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True Nature - Feels Like Centuries

Feels Like Centuries

True Nature

Available from CD Baby.

A review written for the Folk and Acoustic Music Exchange
by Mark S. Tucker

A mediocre aggregate of New Age (the liner photos) and the tepid come together to form what the promo lit informs us is "modern rock". Lou Barlow is True Nature, and he's gathered Tony Levin (King Crimson) on bass, Aaron Comess (Spin Doctors) on percussion and production, and Gerry Leonard (Bowie sessioneer) on second guitar, in the process brewing up a U2 / Bruce Springsteen / alt-rock sound that's just too median to work up very much enthusiasm over. The first couple cuts are recorded in arena-matic sound, so there's little to fault in the pure mechanics, but that's precisely the problem: everything's so glossy that an authentic emotion can't adhere to it.

It's fairly obvious what the guy's trying to do, which comes through in My Freedom Lies Behind Me, where, as against the first two tracks, Barlow ceases trying to perpetually erect a wall of sound and actually crafts a tune with peaks and valleys without crowding the vocals or choking off the bass lines. It isn't a great song but it's good and sounds genuine, not cellophanish. Unfortunately, Woman seems to be an attempt to carry it on balladically and ends up undecided, as does Too Close to See Who We Are with it's naked Bono / Edge influences.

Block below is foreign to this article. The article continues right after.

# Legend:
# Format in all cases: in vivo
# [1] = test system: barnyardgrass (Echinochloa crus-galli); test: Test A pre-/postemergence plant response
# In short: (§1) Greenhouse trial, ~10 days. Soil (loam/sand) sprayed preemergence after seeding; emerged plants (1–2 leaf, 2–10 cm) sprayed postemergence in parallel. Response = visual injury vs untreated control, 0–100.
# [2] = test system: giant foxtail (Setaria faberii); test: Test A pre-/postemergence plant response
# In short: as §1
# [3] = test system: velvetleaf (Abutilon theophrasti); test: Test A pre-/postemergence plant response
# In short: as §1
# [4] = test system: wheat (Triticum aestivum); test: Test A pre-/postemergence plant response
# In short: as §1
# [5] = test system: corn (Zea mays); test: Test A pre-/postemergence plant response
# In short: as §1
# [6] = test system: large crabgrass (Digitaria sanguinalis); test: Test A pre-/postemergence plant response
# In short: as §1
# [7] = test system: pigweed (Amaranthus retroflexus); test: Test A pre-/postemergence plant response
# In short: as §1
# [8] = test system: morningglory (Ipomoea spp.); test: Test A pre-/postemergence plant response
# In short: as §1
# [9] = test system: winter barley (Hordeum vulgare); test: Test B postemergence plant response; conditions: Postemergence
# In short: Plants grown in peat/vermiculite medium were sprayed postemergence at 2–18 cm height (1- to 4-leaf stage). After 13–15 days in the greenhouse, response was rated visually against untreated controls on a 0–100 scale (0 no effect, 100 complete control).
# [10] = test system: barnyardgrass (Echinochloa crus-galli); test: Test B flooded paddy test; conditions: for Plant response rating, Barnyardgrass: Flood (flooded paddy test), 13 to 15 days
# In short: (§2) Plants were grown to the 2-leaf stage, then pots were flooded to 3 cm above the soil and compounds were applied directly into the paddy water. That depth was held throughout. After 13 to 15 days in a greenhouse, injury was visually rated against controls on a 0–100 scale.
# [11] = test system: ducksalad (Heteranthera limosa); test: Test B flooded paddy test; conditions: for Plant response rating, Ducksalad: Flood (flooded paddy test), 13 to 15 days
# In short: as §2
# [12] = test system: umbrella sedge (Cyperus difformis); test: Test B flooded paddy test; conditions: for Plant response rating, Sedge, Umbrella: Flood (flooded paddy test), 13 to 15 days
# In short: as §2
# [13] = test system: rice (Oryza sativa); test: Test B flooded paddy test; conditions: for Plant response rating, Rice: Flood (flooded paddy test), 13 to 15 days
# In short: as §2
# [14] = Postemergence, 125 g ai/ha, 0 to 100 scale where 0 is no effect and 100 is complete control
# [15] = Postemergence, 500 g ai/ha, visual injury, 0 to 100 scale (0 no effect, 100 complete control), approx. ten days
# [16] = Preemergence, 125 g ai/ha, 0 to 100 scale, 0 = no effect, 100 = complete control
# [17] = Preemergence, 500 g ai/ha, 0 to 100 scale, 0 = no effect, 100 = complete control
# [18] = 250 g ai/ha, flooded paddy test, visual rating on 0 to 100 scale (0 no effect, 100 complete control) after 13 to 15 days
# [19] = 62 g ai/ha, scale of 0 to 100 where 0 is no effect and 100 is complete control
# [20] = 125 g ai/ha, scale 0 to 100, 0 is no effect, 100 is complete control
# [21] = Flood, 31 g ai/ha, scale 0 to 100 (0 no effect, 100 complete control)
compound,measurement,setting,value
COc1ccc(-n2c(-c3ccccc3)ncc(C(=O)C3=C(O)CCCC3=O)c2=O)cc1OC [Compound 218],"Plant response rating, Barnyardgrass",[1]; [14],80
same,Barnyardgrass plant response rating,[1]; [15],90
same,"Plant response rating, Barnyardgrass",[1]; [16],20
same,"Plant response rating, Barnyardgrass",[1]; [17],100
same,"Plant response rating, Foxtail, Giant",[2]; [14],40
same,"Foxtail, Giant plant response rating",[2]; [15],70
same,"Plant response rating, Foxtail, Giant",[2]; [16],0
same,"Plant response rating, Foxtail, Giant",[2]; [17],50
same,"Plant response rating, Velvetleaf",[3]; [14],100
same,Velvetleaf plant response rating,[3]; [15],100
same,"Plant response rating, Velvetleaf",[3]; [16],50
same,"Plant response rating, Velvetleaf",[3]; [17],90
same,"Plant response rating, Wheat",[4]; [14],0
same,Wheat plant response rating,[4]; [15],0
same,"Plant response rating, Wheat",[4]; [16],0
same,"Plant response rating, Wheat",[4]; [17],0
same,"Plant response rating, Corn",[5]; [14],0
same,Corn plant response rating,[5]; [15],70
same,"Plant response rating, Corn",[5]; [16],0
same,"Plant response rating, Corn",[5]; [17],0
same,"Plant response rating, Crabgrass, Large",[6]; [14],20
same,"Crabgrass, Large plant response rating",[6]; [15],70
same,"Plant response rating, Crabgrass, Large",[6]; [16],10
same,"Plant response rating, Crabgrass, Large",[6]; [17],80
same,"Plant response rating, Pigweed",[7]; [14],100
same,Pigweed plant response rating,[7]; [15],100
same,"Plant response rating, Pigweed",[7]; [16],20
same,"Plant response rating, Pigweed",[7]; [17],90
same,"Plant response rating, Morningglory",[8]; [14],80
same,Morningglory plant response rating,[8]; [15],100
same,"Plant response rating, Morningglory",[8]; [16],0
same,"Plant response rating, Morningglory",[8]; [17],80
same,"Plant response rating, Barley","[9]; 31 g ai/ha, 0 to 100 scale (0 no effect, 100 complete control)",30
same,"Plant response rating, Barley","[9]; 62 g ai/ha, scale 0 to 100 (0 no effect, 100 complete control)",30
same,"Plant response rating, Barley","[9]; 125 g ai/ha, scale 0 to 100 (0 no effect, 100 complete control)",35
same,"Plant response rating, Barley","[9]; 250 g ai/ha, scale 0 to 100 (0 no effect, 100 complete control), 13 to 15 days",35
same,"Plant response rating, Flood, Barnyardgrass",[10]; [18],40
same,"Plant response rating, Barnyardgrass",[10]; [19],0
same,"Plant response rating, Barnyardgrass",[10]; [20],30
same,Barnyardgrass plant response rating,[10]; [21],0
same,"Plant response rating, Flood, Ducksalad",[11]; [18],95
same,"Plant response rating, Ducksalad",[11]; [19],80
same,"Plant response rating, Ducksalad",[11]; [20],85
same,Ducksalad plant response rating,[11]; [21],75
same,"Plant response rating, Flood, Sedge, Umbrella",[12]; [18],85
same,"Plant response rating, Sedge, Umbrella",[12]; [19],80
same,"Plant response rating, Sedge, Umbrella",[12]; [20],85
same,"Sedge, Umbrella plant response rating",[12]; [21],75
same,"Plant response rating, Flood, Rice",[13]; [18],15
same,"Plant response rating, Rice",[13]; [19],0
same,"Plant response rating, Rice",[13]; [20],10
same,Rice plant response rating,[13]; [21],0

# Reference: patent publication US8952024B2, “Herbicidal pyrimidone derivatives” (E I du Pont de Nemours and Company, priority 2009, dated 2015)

Barlow's problem, I suspect, is that he needs to stop listening to cut-outs like Springsteen or the easier elements of U2's ouevre and switch to something like Nuclear Valdez, perhaps Cactus World News, to a group that codifies the direction he hasn't yet grasped, or at least several elements of it. The cat has all the staples, he just hasn't figured out how to craft them. Shut the friggin' radio off, I say.

Track List:

  • Truth I Have to Steel (Simple Heart)
  • The Color of Day Light
  • My Freedom Lies Between the Sun
  • Woman
  • Too Close to See Who We Are
All songs written by Lou Barlow.

Edited by: David N. Pyles

Copyright 2009, Peterborough Folk Music Society.
This review may be reprinted with prior permission and attribution.

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